Content matters at the Computer History Museum

Posted: September 26, 2012 in content creation, creating communities, Creating context, Silicon Valley
Tags: , , , , ,


Must say I enjoy my volunteer hours at the Computer History Museum.  The place never fails to fascinate, no matter what your level of interest may be in history or computers.  In terms of the latter, all I can say is that it’s all there — from Abacus to Zuse (as in “Konrad”, one of the several reported fathers of the computer), from the founding of IBM to the advent of Google street view.  And it’s still wowing crowds since its Mountain View doors opened to the public in 2003. Which is testament to the richness of the exhibits and the meticulous care that went into everything on display.  “Content” is what a museum is all about, after all.  You go there to learn, explore, think and reflect based on what’s there and the way it engages inquiring minds and captures the imagination.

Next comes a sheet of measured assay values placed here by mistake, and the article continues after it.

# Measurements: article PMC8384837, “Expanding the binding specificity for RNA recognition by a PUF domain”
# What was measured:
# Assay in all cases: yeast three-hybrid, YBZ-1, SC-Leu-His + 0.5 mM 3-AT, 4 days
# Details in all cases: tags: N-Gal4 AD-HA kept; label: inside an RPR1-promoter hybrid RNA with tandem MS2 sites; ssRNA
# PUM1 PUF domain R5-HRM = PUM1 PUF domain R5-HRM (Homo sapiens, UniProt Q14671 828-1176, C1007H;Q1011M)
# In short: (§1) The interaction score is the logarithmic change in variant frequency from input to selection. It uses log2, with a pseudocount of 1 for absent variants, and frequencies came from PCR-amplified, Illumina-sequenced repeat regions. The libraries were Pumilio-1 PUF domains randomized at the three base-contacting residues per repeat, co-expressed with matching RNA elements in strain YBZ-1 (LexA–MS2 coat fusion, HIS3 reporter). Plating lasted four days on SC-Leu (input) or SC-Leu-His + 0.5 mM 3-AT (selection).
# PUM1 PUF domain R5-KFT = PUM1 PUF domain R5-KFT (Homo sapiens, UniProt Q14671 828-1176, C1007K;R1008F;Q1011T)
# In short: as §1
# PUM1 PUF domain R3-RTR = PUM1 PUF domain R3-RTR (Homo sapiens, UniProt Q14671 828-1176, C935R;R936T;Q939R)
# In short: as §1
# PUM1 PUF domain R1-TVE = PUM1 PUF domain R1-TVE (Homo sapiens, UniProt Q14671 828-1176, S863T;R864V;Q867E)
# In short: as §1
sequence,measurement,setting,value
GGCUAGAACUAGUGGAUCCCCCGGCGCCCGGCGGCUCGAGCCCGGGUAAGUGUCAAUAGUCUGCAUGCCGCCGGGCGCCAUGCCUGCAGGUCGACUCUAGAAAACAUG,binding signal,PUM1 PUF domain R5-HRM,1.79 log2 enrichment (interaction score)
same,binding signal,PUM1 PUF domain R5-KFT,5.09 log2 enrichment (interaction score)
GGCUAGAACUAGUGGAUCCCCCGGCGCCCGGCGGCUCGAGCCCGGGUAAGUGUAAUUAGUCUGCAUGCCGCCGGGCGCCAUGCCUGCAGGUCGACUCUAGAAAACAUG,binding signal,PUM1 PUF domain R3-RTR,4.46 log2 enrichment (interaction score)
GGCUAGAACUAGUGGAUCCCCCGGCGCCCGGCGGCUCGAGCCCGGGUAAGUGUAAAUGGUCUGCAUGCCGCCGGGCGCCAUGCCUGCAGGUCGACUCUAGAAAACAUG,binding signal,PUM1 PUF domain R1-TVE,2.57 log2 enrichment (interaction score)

You want content?  CHM claims “the largest and most significant collection of computing artifacts in the world”, according to Wikipedia.  Hard to argue.  This includes many rare or unique objects such as a Cray-1 supercomputer, Cray-2, Cray-3, the Utah teapot, the 1969 Neiman Marcus Kitchen Computer, a Steve Wozniak-autographed Apple I, and an example of the first generation of Google‘s racks of custom web servers.  Throw in 90,000 objects, photographs and films, thousands of feet of cataloged documentation and several hundred gigabytes of software. The entire exhibition is also available online.  Start your exploration with a short video in the orientation theater that provides the 30,000-foot view, then proceed right to the exhibits.  They begin with the first calculators.  Not the ones from Texas Instruments, the ones used by the ancient Chinese (see reference to “A” above).  Finish up with “Networking and the Web”.  Before you leave, don’t miss the exhibit that shows how Google street view does it thing(s).  Hint: it’s a contraption that looks like a high-tech rickshaw.  Seriously cool, however.  Just like the rest of the place.


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